20 August 2015 | quincytheodore
The psychological origin of psycho, although it may be too slow for some.
Growing up without internet or video game is bad enough, but Ted has to live in a remote motel in the middle of nowhere. The premise of a child gradually becoming more bizarre in his nature is executed fairly well, it gives audience a clear view of how the isolation and what little interaction he has shapes his mind. However, with runtime almost two hours and majority of it is uneventful, this slow burner might not appeal to mainstream audience.
Thriller or horror nowadays is leaning towards faster pace developments. For example, Gone Girl delivers twists and turns frequently. The Boy is more of a slow burner, it portrays Ted and his strange mental process. Much of it is by his body language and others' influences. This keeps the audience guessing on his state of mind as the young boy seemingly perceives things awkwardly different than we would.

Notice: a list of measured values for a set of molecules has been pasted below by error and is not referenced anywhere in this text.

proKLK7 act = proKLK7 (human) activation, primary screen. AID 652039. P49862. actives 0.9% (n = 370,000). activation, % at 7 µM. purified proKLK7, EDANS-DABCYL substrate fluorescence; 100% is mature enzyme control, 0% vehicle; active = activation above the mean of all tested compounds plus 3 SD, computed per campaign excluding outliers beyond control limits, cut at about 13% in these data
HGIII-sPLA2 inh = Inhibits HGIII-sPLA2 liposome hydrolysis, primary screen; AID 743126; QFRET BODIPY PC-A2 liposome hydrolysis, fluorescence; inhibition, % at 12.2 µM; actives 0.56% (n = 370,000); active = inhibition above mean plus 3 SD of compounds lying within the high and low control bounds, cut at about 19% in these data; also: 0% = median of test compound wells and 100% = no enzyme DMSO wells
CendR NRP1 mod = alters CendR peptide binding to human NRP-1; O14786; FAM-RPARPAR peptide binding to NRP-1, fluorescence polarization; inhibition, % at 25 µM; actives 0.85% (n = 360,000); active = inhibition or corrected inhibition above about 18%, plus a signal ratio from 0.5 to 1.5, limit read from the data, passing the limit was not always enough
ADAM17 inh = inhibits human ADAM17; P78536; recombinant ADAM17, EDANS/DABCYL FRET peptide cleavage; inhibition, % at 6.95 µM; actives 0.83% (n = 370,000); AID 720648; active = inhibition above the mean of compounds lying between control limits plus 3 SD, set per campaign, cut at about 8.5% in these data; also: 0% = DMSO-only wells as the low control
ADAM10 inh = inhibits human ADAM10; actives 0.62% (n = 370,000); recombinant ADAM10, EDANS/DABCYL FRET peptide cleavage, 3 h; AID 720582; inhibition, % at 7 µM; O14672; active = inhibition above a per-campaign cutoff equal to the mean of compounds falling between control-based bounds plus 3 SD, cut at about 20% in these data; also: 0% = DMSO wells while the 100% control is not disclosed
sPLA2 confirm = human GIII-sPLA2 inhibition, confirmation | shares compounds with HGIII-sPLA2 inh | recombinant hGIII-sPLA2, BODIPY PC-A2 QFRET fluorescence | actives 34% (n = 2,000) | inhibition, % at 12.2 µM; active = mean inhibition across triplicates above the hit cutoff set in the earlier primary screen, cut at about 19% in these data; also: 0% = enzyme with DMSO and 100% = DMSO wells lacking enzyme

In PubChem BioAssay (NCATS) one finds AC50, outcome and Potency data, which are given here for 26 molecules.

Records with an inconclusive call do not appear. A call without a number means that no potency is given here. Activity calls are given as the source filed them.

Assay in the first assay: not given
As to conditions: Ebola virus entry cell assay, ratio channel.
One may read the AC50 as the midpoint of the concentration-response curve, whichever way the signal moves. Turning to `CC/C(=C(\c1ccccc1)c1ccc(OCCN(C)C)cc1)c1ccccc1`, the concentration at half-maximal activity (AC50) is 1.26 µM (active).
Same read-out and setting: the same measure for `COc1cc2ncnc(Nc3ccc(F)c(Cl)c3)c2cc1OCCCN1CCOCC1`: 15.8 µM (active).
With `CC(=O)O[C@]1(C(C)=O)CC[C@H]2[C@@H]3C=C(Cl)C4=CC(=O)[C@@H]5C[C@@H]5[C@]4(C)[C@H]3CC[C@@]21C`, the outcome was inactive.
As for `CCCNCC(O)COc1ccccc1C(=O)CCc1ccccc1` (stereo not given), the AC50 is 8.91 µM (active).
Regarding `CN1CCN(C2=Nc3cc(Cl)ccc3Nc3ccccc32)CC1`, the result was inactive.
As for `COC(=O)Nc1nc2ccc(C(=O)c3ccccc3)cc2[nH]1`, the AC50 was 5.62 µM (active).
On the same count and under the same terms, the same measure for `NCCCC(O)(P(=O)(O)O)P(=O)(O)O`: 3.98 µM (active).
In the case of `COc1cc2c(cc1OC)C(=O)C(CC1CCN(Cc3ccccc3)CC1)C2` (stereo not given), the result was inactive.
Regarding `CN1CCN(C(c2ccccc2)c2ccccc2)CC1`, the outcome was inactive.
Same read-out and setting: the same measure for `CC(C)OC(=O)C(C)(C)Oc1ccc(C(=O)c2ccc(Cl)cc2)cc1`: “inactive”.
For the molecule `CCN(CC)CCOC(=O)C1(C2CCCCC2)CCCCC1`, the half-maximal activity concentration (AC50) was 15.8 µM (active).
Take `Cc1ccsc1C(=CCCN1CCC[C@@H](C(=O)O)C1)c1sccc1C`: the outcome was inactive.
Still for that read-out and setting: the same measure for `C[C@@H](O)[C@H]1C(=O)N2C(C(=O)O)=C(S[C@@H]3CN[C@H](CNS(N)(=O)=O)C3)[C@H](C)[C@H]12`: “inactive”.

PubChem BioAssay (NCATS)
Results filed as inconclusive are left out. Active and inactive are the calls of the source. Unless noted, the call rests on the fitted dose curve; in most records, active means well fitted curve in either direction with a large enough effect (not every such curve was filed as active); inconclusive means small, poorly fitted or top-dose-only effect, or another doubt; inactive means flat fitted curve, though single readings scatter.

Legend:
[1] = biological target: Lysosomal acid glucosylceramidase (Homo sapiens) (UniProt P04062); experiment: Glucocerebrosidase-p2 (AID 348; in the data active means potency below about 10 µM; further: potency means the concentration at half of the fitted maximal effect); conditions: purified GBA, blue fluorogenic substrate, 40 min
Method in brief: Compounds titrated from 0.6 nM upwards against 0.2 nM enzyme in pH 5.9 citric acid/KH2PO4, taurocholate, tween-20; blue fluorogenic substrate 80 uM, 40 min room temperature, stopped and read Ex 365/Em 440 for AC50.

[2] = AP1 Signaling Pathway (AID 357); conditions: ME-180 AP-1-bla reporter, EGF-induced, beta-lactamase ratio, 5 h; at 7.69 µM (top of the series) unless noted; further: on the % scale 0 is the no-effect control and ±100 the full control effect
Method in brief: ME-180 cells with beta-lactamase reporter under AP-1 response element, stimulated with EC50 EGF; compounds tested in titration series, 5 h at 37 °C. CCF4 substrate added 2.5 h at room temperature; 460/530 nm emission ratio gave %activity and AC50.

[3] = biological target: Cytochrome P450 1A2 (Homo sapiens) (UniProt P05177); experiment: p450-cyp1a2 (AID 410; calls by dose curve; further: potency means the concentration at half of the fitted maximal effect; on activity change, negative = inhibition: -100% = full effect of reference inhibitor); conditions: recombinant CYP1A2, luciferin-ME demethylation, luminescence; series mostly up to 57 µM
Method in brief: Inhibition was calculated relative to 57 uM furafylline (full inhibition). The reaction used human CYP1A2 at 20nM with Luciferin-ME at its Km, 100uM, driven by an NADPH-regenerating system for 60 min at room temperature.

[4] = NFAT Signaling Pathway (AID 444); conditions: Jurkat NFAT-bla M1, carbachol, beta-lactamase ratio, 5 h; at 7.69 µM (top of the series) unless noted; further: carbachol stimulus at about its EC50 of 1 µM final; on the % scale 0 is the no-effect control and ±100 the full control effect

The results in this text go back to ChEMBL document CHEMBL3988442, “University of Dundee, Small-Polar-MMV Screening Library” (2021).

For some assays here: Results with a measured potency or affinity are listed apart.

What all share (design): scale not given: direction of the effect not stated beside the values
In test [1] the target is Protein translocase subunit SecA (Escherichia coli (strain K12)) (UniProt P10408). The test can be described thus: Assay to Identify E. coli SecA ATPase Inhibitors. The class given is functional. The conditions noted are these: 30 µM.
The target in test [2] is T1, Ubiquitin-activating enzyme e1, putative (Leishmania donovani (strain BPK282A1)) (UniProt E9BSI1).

The better parts of the movie show that Ted might just be the victim of condition or unlucky encounter with wrong people. From his father and guests, all have inherited flaws which Ted may misguidedly follow. The other angle is he's already disturbed from the beginning and takes advantage of others. He doesn't talk much, and it's probably better that way since the scenes are more effectively when he's silent.
The main concern is the slow pace. Sure, it has good cinematography, but there are many lingering shots. Music is steadily becoming grim, and this is more weird than dreadful since there's barely significant development as the scenes are prolonged more than they need be. It feels as though the movie hypes a dreadful scene only to shift to normal dialogue.
It's eerie at times simply by how isolated and lonely The Boy is portrayed, but it could benefit from faster screenplay, especially in few bland moments that barely contribute to the story.